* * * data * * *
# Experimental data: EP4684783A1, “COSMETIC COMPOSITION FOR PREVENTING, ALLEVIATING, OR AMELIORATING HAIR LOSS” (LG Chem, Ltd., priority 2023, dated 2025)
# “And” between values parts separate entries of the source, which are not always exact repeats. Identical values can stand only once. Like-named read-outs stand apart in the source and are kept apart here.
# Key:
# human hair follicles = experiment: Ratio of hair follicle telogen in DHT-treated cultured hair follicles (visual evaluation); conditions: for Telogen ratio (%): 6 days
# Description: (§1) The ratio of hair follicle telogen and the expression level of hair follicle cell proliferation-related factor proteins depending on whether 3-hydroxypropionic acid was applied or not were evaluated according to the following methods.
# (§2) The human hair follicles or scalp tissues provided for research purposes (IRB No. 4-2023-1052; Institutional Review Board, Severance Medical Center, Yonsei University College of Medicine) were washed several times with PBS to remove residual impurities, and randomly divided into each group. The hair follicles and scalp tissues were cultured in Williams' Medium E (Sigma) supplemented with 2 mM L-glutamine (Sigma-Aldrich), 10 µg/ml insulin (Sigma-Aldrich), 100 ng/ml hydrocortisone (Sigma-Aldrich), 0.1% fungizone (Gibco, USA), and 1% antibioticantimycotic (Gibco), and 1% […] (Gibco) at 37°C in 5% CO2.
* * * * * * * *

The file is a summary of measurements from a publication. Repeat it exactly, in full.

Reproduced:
# Experimental data: EP4684783A1, “COSMETIC COMPOSITION FOR PREVENTING, ALLEVIATING, OR AMELIORATING HAIR LOSS” (LG Chem, Ltd., priority 2023, dated 2025)
# “And” between values parts separate entries of the source, which are not always exact repeats. Identical values can stand only once. Like-named read-outs stand apart in the source and are kept apart here.
# Key:
# human hair follicles = experiment: Ratio of hair follicle telogen in DHT-treated cultured hair follicles (visual evaluation); conditions: for Telogen ratio (%): 6 days
# Description: (§1) The ratio of hair follicle telogen and the expression level of hair follicle cell proliferation-related factor proteins depending on whether 3-hydroxypropionic acid was applied or not were evaluated according to the following methods.
# (§2) The human hair follicles or scalp tissues provided for research purposes (IRB No. 4-2023-1052; Institutional Review Board, Severance Medical Center, Yonsei University College of Medicine) were washed several times with PBS to remove residual impurities, and randomly divided into each group. The hair follicles and scalp tissues were cultured in Williams' Medium E (Sigma) supplemented with 2 mM L-glutamine (Sigma-Aldrich), 10 µg/ml insulin (Sigma-Aldrich), 100 ng/ml hydrocortisone (Sigma-Aldrich), 0.1% fungizone (Gibco, USA), and 1% antibioticantimycotic (Gibco), and 1% […] (Gibco) at 37°C in 5% CO2.